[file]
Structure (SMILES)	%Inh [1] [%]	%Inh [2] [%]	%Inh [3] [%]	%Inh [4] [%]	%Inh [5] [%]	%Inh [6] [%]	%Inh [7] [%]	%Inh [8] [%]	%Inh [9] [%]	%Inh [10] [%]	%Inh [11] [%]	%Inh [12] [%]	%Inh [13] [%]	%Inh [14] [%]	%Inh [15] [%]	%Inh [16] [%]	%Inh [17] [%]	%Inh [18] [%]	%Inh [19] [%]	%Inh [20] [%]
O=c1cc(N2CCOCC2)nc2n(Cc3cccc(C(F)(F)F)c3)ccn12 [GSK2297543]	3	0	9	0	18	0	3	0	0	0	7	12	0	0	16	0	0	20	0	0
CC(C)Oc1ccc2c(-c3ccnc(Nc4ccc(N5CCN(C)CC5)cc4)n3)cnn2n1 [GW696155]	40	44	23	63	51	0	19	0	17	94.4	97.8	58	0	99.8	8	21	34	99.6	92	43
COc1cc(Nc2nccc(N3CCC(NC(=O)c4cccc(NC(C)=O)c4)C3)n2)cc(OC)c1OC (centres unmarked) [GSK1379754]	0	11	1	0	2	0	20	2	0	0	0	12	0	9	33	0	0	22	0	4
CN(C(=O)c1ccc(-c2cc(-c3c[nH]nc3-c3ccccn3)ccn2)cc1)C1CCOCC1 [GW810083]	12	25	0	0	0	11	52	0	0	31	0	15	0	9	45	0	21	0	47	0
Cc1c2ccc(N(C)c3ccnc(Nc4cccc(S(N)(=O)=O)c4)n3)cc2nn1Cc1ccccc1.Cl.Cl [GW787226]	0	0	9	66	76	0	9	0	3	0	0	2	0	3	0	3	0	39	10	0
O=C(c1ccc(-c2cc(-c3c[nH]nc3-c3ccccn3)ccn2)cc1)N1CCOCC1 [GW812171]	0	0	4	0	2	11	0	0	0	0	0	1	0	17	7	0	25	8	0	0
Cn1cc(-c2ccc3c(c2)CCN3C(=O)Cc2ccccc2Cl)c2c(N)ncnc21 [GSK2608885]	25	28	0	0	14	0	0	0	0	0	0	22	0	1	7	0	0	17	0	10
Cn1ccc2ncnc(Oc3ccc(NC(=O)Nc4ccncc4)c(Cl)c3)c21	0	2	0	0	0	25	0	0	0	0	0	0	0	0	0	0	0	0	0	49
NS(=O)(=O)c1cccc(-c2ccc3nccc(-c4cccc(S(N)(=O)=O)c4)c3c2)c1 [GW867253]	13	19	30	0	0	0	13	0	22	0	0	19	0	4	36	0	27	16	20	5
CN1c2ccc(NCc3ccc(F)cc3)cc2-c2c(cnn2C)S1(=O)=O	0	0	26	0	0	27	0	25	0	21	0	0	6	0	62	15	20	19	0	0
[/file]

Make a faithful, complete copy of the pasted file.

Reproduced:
Structure (SMILES)	%Inh [1] [%]	%Inh [2] [%]	%Inh [3] [%]	%Inh [4] [%]	%Inh [5] [%]	%Inh [6] [%]	%Inh [7] [%]	%Inh [8] [%]	%Inh [9] [%]	%Inh [10] [%]	%Inh [11] [%]	%Inh [12] [%]	%Inh [13] [%]	%Inh [14] [%]	%Inh [15] [%]	%Inh [16] [%]	%Inh [17] [%]	%Inh [18] [%]	%Inh [19] [%]	%Inh [20] [%]
O=c1cc(N2CCOCC2)nc2n(Cc3cccc(C(F)(F)F)c3)ccn12 [GSK2297543]	3	0	9	0	18	0	3	0	0	0	7	12	0	0	16	0	0	20	0	0
CC(C)Oc1ccc2c(-c3ccnc(Nc4ccc(N5CCN(C)CC5)cc4)n3)cnn2n1 [GW696155]	40	44	23	63	51	0	19	0	17	94.4	97.8	58	0	99.8	8	21	34	99.6	92	43
COc1cc(Nc2nccc(N3CCC(NC(=O)c4cccc(NC(C)=O)c4)C3)n2)cc(OC)c1OC (centres unmarked) [GSK1379754]	0	11	1	0	2	0	20	2	0	0	0	12	0	9	33	0	0	22	0	4
CN(C(=O)c1ccc(-c2cc(-c3c[nH]nc3-c3ccccn3)ccn2)cc1)C1CCOCC1 [GW810083]	12	25	0	0	0	11	52	0	0	31	0	15	0	9	45	0	21	0	47	0
Cc1c2ccc(N(C)c3ccnc(Nc4cccc(S(N)(=O)=O)c4)n3)cc2nn1Cc1ccccc1.Cl.Cl [GW787226]	0	0	9	66	76	0	9	0	3	0	0	2	0	3	0	3	0	39	10	0
O=C(c1ccc(-c2cc(-c3c[nH]nc3-c3ccccn3)ccn2)cc1)N1CCOCC1 [GW812171]	0	0	4	0	2	11	0	0	0	0	0	1	0	17	7	0	25	8	0	0
Cn1cc(-c2ccc3c(c2)CCN3C(=O)Cc2ccccc2Cl)c2c(N)ncnc21 [GSK2608885]	25	28	0	0	14	0	0	0	0	0	0	22	0	1	7	0	0	17	0	10
Cn1ccc2ncnc(Oc3ccc(NC(=O)Nc4ccncc4)c(Cl)c3)c21	0	2	0	0	0	25	0	0	0	0	0	0	0	0	0	0	0	0	0	49
NS(=O)(=O)c1cccc(-c2ccc3nccc(-c4cccc(S(N)(=O)=O)c4)c3c2)c1 [GW867253]	13	19	30	0	0	0	13	0	22	0	0	19	0	4	36	0	27	16	20	5
CN1c2ccc(NCc3ccc(F)cc3)cc2-c2c(cnn2C)S1(=O)=O	0	0	26	0	0	27	0	25	0	21	0	0	6	0	62	15	20	19	0	0